|First Posted July 16, 2009|
Dec 16, 2014
Spanish Mustang, Colonial Spanish Horse or Sorraia Type- Many Are GaitedSpanish Mustang
Spanish Mustangs, also called Colonial Spanish Horses, are of great historic importance. They descend from horses introduced from Spain during the age of the conquest of the Americas. They are a type that is mostly or wholly extinct now in Spain.
Spanish Mustangs are sometimes confused with the feral American Mustang, feral horses descended from both Spanish horses and other feral horses escaped from various sources that currently run wild in protected areas of the American west, currently managed by the Bureau of Land Management (BLM). However, the true Spanish Mustang differs from the "wild" American Mustang in appearance and ancestry.
Spanish Mustangs are of great historic importance in the New World. They descend from horses introduced from Spain during the age of the conquest of the New World. They are a direct remnant of the horses of the Golden Age of Spain and that type is mostly or wholly extinct now in Spain. Confused by many with the feral horses currently managed by the Bureau of Land Management (BLM), there is a vast difference in both appearance and ancestry. On the brink of extinction in the early part of this century, their salvation can be attributed primarily to Robert E. Brislawn of Oshoto, Wyoming, who founded the Spanish Mustang Registry, Inc. in 1957. Two full brothers, Buckshot and Ute, were his first foundation stallions, sired by a buckskin stallion named Monty and out of Ute Reservation blood on the dam's side. Monty, captured in 1927 in Utah, escaped back to the wild in 1944, taking his mares with him. He was never recaptured.
The Spanish Mustang is an using horse and is versatile and well-equipped to compete in varied fields. At present there are horses competing in team penning, dressage, jumping, polo, competitive trail, showing, driving and gymkhana. In addition there are Spanish Mustangs being used for all types of ranch work. Spanish Mustangs perform well and are used as cow horses. Hundreds were used as U. S. Army cavalry mounts once when fighting the Apache. The American bred horses of the Cavalry were no match for these Spanish descended war ponies in the inhospitable and barren mountains and plains of the West. So the Cavalry fought fire with fire and pursued the Apache mounted on Spanish Mustangs.
Today's Spanish Mustangs retain their stamina and ability to travel long distances without undue stress. Lewis and Clark, upon receiving Spanish Mustangs from the Shoshoni were so impressed with them they said they owed much of the success of their expedition to those tough little horses. Spanish mustangs have historically exhibited a legendary ability to travel great distances without injury.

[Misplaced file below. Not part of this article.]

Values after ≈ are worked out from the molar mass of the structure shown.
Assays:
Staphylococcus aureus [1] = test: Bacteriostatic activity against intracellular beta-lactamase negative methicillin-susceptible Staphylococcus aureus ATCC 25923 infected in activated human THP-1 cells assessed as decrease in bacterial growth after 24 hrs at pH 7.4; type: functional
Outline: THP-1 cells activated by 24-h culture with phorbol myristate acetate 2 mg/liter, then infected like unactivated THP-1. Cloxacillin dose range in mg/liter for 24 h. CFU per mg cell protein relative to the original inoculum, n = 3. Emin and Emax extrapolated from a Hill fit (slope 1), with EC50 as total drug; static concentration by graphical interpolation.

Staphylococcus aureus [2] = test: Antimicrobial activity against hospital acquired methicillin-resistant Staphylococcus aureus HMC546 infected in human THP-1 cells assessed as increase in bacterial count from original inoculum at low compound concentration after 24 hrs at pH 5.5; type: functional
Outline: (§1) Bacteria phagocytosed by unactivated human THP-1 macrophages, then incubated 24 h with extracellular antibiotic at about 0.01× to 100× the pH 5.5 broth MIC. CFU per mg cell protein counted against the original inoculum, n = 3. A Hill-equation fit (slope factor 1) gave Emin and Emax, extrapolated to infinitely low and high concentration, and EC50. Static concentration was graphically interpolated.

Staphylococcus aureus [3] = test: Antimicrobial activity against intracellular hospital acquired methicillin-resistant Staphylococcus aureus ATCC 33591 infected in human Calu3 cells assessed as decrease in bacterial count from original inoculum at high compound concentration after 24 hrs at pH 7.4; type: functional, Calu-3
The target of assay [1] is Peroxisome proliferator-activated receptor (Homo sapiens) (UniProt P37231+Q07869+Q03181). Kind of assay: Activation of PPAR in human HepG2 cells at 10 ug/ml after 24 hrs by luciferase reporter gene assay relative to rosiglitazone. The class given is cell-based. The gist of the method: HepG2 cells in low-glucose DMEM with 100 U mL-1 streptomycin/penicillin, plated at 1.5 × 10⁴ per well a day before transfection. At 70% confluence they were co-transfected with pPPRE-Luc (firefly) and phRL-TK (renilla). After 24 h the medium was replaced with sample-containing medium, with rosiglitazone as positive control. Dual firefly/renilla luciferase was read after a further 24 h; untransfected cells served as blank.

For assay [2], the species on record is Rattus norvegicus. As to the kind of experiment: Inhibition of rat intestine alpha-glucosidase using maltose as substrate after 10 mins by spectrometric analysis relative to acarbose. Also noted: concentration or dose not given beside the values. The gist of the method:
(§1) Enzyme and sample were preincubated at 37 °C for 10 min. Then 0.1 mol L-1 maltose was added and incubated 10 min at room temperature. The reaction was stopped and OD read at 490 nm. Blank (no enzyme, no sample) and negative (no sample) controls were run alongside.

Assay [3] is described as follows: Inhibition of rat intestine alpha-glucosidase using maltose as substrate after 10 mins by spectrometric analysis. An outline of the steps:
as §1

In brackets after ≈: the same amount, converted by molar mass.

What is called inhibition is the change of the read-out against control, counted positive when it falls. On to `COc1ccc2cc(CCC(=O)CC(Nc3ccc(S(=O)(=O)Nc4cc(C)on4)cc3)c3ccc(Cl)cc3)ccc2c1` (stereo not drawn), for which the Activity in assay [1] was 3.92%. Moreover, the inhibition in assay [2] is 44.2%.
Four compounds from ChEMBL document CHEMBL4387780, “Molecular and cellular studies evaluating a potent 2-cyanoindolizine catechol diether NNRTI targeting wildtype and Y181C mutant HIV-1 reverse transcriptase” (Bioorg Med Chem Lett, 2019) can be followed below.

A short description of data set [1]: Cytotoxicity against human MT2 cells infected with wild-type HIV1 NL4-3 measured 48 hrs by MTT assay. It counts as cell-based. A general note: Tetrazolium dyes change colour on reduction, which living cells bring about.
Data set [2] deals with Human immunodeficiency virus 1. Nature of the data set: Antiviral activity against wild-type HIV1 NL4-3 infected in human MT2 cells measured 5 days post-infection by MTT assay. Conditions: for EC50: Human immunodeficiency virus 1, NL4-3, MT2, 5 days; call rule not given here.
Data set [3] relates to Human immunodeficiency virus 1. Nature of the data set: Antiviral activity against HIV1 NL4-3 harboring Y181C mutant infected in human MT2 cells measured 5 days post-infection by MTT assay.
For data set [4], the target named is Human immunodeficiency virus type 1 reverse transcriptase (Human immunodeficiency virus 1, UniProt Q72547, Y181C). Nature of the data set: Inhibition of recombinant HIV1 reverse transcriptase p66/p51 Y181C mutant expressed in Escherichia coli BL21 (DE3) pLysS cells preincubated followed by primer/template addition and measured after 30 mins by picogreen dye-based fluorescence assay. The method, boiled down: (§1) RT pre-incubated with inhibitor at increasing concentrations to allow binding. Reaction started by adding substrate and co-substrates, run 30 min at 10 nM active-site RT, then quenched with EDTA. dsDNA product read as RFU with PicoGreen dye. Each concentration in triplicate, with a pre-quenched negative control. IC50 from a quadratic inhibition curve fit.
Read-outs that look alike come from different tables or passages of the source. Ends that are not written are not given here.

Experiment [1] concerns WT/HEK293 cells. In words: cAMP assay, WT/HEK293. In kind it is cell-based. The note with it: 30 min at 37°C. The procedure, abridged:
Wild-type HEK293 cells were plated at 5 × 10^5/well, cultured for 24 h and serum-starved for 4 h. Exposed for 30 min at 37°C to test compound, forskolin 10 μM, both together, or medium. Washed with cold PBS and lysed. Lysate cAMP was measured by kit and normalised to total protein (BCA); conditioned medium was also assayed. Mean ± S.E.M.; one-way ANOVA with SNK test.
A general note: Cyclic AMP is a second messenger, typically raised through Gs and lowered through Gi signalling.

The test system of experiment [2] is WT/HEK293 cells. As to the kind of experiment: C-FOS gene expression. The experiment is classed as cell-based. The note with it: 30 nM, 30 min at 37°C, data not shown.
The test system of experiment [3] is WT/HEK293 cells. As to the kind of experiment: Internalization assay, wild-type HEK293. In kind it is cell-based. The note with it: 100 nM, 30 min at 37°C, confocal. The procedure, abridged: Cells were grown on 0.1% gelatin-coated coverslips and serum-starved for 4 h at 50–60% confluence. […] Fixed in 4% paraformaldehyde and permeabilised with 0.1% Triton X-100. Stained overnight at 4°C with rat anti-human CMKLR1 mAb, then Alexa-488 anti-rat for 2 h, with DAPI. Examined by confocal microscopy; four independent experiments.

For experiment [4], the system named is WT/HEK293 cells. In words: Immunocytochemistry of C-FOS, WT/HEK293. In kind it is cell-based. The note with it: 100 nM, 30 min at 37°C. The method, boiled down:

The Variety of Colors
Colors of the Spanish Mustang vary widely, and it is through the Spanish influence that many other North American horse breeds gain some of their distinctive colors. Spanish Mustangs come in a full range of solid colors including black, bay, brown, chestnut, sorrel, grullo, zebra and red dun, buckskin, palomino, and cremello. In many horses these base colors are combined with white hairs or patches to result in gray, roan, paint, pure white, and the leopard complex of blankets, roans, and dark spots usually associated with the Appaloosa breed.
The Spanish Mustang Registry, founded in 1957 describes the breed standard as follows:"The Spanish Mustang is a medium sized horse ranging from 13.2 to 15 hands with an average size of approximately 14.2 hands with proportional weight. They are smooth muscled with short backs, rounded rumps and low set tails. Coupling is smooth and the overall appearance is of a well balanced, smoothly built horse. The girth is deep, with well laid back shoulder and fairly pronounced withers. They possess the classic Spanish type head with a straight or concave forehead and a convex nose which is in contrast to the straight forehead and nose of most breeds. Ears are medium to short and usually notched or curved towards each other. Necks are fairly well crested in mares and geldings and heavily crested in mature stallions. Chests are narrow but deep with the front legs joining the chest in an "A" shape rather than straight across. Chestnuts are small or missing altogether, particularly on the rear legs. Ergots are small or absent. Feet are extremely sound with thick walls, many having what is typically known as a "mule foot" which resists bruising due to the concave sole. Canons are short, upper foreleg is long with the canon bone having a larger circumference than other breeds of comparable size and weight. Long strided, many are gaited, with a comfortable gait such as the amble, running walk or single foot. Some individuals are laterally gaited and do a very credible "paso" gait though without extreme knee action. They are remarkably hardy animals and tend to be less prone to injury, particularly of the legs and feet, than other breeds. These magnificent horses were brought to America on Columbus's second voyage to the new world."
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